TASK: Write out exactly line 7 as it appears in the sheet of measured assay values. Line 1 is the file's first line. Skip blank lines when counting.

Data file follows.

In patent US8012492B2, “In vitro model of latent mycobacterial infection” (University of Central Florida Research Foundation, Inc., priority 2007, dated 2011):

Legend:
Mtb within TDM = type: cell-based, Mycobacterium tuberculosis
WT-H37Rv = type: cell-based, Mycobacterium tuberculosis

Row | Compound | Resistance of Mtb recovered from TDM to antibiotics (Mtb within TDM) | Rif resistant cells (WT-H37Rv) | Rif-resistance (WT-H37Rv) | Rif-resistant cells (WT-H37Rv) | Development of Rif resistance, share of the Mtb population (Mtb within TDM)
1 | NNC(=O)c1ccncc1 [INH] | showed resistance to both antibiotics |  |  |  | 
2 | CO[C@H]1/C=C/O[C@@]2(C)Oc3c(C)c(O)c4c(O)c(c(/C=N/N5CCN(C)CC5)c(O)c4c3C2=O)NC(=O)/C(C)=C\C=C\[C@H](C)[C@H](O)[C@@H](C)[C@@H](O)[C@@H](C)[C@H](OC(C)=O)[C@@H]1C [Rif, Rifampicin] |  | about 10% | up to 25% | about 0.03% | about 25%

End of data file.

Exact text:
2 | CO[C@H]1/C=C/O[C@@]2(C)Oc3c(C)c(O)c4c(O)c(c(/C=N/N5CCN(C)CC5)c(O)c4c3C2=O)NC(=O)/C(C)=C\C=C\[C@H](C)[C@H](O)[C@@H](C)[C@@H](O)[C@@H](C)[C@H](OC(C)=O)[C@@H]1C [Rif, Rifampicin] |  | about 10% | up to 25% | about 0.03% | about 25%